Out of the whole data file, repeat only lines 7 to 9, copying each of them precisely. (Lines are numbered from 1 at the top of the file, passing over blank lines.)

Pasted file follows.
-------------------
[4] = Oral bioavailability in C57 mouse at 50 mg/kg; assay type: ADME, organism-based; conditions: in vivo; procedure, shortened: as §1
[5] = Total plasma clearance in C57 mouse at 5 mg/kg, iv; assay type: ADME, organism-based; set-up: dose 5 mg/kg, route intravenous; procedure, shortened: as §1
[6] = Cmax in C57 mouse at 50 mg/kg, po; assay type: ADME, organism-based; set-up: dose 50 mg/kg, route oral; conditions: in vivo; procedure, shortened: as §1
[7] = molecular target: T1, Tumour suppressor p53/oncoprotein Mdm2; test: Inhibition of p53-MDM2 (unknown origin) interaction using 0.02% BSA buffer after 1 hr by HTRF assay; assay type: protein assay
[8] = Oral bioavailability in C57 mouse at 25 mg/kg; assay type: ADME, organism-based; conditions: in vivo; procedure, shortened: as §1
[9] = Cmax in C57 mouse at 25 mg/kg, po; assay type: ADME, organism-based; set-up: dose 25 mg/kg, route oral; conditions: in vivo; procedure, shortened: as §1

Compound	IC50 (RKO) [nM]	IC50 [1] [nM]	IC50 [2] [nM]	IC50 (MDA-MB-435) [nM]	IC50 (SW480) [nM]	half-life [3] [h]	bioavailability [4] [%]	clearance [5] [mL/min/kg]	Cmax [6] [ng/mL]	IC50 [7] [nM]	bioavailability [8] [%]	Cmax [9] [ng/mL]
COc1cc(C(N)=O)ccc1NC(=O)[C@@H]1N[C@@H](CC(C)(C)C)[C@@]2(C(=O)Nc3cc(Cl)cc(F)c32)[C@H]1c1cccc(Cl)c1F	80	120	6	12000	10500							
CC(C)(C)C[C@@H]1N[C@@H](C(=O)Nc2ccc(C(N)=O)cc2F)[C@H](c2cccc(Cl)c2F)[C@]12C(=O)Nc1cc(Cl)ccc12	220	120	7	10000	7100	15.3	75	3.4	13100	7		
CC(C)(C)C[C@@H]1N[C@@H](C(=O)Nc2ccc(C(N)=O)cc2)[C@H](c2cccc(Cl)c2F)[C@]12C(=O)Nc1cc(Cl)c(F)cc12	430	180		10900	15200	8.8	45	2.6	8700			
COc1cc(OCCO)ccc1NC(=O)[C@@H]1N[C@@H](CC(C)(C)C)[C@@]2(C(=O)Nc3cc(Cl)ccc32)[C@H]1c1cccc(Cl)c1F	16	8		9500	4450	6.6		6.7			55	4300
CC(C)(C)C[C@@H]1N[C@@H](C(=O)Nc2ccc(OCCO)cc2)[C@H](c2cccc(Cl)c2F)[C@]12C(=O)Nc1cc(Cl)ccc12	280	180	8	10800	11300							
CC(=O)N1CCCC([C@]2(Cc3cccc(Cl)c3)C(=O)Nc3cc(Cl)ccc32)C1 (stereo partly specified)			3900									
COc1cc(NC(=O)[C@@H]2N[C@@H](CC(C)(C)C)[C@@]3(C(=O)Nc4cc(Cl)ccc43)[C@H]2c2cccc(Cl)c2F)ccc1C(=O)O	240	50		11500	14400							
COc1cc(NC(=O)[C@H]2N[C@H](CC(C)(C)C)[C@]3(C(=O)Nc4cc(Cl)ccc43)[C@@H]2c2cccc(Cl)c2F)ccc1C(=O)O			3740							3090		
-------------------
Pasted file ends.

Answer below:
Compound	IC50 (RKO) [nM]	IC50 [1] [nM]	IC50 [2] [nM]	IC50 (MDA-MB-435) [nM]	IC50 (SW480) [nM]	half-life [3] [h]	bioavailability [4] [%]	clearance [5] [mL/min/kg]	Cmax [6] [ng/mL]	IC50 [7] [nM]	bioavailability [8] [%]	Cmax [9] [ng/mL]
COc1cc(C(N)=O)ccc1NC(=O)[C@@H]1N[C@@H](CC(C)(C)C)[C@@]2(C(=O)Nc3cc(Cl)cc(F)c32)[C@H]1c1cccc(Cl)c1F	80	120	6	12000	10500							
CC(C)(C)C[C@@H]1N[C@@H](C(=O)Nc2ccc(C(N)=O)cc2F)[C@H](c2cccc(Cl)c2F)[C@]12C(=O)Nc1cc(Cl)ccc12	220	120	7	10000	7100	15.3	75	3.4	13100	7		